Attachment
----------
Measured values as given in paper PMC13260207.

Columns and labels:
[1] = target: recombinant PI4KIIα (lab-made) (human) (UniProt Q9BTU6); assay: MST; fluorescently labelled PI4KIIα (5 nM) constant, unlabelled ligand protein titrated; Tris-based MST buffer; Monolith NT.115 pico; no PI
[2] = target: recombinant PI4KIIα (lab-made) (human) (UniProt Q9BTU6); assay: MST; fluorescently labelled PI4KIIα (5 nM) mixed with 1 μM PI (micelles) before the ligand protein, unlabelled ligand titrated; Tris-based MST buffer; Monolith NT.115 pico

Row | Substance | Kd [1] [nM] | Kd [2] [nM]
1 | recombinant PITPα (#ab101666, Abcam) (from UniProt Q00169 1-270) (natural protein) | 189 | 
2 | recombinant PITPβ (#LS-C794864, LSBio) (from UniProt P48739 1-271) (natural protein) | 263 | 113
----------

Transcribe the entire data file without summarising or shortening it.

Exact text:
Measured values as given in paper PMC13260207.

Columns and labels:
[1] = target: recombinant PI4KIIα (lab-made) (human) (UniProt Q9BTU6); assay: MST; fluorescently labelled PI4KIIα (5 nM) constant, unlabelled ligand protein titrated; Tris-based MST buffer; Monolith NT.115 pico; no PI
[2] = target: recombinant PI4KIIα (lab-made) (human) (UniProt Q9BTU6); assay: MST; fluorescently labelled PI4KIIα (5 nM) mixed with 1 μM PI (micelles) before the ligand protein, unlabelled ligand titrated; Tris-based MST buffer; Monolith NT.115 pico

Row | Substance | Kd [1] [nM] | Kd [2] [nM]
1 | recombinant PITPα (#ab101666, Abcam) (from UniProt Q00169 1-270) (natural protein) | 189 | 
2 | recombinant PITPβ (#LS-C794864, LSBio) (from UniProt P48739 1-271) (natural protein) | 263 | 113